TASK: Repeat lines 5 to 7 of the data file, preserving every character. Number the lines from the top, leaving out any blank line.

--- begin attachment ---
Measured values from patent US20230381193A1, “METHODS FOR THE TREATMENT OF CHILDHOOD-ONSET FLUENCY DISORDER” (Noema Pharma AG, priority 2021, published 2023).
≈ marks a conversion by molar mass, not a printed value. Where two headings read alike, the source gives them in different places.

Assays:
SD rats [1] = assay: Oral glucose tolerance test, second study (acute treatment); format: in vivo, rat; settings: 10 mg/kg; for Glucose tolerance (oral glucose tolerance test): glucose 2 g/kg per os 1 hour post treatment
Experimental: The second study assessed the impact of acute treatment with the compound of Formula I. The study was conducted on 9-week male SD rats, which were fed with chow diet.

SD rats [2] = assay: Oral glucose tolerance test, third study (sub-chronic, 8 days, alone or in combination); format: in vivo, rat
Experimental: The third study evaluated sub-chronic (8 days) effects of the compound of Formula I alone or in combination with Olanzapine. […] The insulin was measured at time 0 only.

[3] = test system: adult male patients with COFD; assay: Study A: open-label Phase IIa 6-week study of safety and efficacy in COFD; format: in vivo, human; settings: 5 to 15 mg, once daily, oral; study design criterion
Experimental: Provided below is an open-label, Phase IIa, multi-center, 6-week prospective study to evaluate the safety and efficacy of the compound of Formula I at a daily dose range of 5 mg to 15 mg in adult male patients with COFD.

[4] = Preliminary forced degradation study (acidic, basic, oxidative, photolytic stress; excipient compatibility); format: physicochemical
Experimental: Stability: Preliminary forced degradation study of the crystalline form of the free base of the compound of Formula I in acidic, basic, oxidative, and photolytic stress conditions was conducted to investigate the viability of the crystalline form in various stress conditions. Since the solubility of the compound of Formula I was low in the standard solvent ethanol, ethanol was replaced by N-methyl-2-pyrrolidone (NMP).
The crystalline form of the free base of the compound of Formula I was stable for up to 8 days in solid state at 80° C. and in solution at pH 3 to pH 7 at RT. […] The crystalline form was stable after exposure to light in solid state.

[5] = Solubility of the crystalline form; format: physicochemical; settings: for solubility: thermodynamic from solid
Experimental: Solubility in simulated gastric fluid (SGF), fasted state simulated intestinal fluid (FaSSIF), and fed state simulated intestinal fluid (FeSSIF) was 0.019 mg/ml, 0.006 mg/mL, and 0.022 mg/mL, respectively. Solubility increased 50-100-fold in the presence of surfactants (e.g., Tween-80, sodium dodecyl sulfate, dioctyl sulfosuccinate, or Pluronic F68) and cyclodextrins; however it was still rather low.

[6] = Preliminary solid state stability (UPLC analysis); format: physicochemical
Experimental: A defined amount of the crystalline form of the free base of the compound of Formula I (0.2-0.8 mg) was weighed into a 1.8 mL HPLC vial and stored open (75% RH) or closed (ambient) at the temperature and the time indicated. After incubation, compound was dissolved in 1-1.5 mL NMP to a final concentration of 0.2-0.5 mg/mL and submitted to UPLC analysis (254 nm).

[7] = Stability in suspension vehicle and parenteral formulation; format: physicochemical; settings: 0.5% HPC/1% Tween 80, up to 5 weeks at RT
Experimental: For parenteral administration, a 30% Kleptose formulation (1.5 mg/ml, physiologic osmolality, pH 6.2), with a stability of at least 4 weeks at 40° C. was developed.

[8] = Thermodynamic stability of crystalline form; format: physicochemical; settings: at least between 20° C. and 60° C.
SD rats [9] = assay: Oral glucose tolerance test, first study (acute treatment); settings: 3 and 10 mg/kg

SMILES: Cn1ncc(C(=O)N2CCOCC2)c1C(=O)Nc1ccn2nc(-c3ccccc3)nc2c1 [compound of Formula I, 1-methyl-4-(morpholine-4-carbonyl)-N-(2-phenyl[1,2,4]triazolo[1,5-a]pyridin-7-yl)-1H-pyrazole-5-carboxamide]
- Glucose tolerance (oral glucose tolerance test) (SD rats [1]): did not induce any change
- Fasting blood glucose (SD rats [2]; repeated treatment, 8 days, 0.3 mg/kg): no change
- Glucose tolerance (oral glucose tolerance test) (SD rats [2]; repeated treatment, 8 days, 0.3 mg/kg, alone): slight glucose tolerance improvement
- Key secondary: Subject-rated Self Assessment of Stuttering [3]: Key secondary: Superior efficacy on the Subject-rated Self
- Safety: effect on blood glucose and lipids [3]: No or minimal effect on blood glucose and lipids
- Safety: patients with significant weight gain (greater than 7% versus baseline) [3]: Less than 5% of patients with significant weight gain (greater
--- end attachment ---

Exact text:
Experimental: The second study assessed the impact of acute treatment with the compound of Formula I. The study was conducted on 9-week male SD rats, which were fed with chow diet.

SD rats [2] = assay: Oral glucose tolerance test, third study (sub-chronic, 8 days, alone or in combination); format: in vivo, rat
Experimental: The third study evaluated sub-chronic (8 days) effects of the compound of Formula I alone or in combination with Olanzapine. […] The insulin was measured at time 0 only.